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Behavior-based Perception for Autonomous Robot Navigation

Ploeg, H. van der (2004) Behavior-based Perception for Autonomous Robot Navigation. Master's Thesis / Essay, Artificial Intelligence.

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For navigation, many animals are known to use their visual system in combination with a process called dead reckoning, in which the animal knows its position through egomotion, for learning landmarks in an unknown environment. In robotics, previous research has been done using such an approach. The goal was to learn salient perceptual features in the environment using an unsupervised neural networ, and learn their relative locations using odometry on the robot. The resulting map showed that the information was there, but it was too approximate. The main problem was that a general sense of direction was missing and landmark representations were ambiguous. The present study aims at using biologically inspired behaviors to yield a better encoding of the perceptual landmarks. Behaviors of this type used by animals are for example the head-scanning of rats for the detection of configurations of landmarks. These could be modeled on the robot by moving the camera in three directions, detecting three landmarks in one perceptive movement. The hypothesis is that this triple-view approach results in coupling landmarks more strictly to the environment and to each other since (1) the triple-landmark view is a less ambiguous percept than a single-landmark view, and (2) the triple-view is unique for a given direction. Furthermore, the learning of perceptual landmarks is done on the basis of an adaptive unsupervised neural network. New items are added to the set of landmarks incrementally when needed, where the number of nodes will depend on the visual complexity of the environment. A neural-network approach for incremental learning landmarks is proposed and tested in the first phase of the study. In the second phase, experiments were done to test the main hypothesis.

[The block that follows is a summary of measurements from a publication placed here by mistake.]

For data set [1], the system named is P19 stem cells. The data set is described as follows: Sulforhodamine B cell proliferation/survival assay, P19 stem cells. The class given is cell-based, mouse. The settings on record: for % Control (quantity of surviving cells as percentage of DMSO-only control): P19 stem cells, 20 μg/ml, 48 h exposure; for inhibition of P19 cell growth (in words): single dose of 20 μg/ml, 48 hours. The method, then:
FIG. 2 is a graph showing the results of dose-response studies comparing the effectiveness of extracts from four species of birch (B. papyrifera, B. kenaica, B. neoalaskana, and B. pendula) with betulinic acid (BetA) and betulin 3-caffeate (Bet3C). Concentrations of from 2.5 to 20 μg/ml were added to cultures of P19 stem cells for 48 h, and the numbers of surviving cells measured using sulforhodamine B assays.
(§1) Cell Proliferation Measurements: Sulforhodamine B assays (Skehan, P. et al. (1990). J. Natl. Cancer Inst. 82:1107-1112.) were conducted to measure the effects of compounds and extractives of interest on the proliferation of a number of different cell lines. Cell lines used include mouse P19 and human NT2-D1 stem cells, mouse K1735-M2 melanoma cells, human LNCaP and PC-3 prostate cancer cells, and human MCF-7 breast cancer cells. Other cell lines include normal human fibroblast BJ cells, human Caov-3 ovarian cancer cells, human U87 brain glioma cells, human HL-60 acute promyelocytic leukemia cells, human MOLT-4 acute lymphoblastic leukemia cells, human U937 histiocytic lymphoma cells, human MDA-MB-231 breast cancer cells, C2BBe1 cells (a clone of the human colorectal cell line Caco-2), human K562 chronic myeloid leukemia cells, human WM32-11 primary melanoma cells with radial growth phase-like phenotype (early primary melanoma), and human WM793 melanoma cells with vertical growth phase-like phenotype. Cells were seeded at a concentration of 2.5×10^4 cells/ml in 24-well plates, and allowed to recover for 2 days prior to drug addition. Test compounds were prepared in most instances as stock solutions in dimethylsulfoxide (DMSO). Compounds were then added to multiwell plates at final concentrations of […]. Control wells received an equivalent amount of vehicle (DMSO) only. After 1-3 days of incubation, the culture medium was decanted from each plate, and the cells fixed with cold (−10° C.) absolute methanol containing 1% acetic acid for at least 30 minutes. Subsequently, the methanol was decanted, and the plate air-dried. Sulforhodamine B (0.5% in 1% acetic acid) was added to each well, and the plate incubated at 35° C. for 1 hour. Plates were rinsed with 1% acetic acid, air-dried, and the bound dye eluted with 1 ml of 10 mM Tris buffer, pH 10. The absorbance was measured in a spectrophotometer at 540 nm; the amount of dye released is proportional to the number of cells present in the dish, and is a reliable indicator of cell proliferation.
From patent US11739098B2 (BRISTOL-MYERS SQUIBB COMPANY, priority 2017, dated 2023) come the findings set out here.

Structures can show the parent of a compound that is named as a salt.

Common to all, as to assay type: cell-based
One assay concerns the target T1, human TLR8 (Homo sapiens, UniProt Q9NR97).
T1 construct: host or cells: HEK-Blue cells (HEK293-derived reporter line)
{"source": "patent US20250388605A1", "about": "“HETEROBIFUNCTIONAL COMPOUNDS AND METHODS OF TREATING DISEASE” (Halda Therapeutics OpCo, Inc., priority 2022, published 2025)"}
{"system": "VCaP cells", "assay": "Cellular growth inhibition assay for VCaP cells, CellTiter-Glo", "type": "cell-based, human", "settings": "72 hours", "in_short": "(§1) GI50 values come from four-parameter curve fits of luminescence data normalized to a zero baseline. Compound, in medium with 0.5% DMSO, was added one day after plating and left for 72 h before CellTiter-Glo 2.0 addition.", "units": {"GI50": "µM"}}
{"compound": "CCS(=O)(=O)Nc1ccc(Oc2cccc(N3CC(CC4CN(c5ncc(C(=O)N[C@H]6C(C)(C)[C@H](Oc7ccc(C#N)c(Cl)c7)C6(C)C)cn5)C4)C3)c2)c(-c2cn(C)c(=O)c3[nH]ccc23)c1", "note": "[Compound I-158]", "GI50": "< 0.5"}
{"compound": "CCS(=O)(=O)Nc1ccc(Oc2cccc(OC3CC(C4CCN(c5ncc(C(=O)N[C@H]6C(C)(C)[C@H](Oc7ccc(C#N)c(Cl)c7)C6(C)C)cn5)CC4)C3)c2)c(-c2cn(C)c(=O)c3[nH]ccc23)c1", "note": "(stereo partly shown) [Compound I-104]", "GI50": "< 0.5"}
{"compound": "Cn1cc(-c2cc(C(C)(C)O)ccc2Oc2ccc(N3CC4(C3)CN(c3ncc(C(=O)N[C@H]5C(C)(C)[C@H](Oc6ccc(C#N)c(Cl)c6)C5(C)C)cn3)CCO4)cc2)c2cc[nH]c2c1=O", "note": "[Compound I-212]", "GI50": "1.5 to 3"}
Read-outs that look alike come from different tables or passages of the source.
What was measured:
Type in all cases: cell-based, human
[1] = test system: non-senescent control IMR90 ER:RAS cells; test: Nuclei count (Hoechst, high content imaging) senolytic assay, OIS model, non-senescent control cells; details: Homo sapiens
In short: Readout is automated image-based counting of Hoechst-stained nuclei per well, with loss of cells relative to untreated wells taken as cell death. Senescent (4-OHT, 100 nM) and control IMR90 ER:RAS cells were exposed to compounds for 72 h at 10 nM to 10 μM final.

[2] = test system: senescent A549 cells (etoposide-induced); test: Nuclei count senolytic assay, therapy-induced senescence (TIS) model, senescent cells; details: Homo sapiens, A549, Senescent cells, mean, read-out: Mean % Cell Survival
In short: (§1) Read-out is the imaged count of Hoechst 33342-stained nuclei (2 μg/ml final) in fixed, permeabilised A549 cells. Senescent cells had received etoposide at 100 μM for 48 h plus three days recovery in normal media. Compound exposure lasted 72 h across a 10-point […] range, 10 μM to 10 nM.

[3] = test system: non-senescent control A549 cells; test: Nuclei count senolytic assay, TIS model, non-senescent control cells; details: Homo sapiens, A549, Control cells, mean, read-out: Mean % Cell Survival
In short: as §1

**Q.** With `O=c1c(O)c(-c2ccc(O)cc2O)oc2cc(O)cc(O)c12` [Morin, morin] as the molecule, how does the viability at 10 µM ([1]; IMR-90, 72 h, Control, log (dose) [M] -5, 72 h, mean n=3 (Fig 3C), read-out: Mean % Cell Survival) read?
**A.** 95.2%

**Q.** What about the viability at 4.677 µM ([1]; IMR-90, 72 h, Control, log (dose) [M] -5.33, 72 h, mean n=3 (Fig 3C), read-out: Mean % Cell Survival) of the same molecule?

Item Type: Thesis (Master's Thesis / Essay)
Degree programme: Artificial Intelligence
Thesis type: Master's Thesis / Essay
Language: English
Date Deposited: 15 Feb 2018 07:30
Last Modified: 15 Feb 2018 07:30

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